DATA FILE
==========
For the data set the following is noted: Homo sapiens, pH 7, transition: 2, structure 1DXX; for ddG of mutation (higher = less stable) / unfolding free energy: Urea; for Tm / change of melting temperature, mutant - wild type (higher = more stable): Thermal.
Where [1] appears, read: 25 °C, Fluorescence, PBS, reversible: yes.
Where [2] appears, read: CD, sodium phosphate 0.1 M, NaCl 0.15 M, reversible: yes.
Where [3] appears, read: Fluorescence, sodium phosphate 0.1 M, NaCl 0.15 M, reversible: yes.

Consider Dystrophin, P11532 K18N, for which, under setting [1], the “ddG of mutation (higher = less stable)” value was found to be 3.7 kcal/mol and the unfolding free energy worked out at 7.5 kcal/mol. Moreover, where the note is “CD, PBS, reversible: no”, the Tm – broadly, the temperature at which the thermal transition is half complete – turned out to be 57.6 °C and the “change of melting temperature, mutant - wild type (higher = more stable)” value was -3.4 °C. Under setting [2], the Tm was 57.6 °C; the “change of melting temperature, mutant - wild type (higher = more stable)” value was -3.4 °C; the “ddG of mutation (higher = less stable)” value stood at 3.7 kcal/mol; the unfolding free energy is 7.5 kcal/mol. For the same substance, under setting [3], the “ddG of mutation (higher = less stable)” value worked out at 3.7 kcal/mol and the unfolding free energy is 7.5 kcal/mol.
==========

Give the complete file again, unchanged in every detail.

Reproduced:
For the data set the following is noted: Homo sapiens, pH 7, transition: 2, structure 1DXX; for ddG of mutation (higher = less stable) / unfolding free energy: Urea; for Tm / change of melting temperature, mutant - wild type (higher = more stable): Thermal.
Where [1] appears, read: 25 °C, Fluorescence, PBS, reversible: yes.
Where [2] appears, read: CD, sodium phosphate 0.1 M, NaCl 0.15 M, reversible: yes.
Where [3] appears, read: Fluorescence, sodium phosphate 0.1 M, NaCl 0.15 M, reversible: yes.

Consider Dystrophin, P11532 K18N, for which, under setting [1], the “ddG of mutation (higher = less stable)” value was found to be 3.7 kcal/mol and the unfolding free energy worked out at 7.5 kcal/mol. Moreover, where the note is “CD, PBS, reversible: no”, the Tm – broadly, the temperature at which the thermal transition is half complete – turned out to be 57.6 °C and the “change of melting temperature, mutant - wild type (higher = more stable)” value was -3.4 °C. Under setting [2], the Tm was 57.6 °C; the “change of melting temperature, mutant - wild type (higher = more stable)” value was -3.4 °C; the “ddG of mutation (higher = less stable)” value stood at 3.7 kcal/mol; the unfolding free energy is 7.5 kcal/mol. For the same substance, under setting [3], the “ddG of mutation (higher = less stable)” value worked out at 3.7 kcal/mol and the unfolding free energy is 7.5 kcal/mol.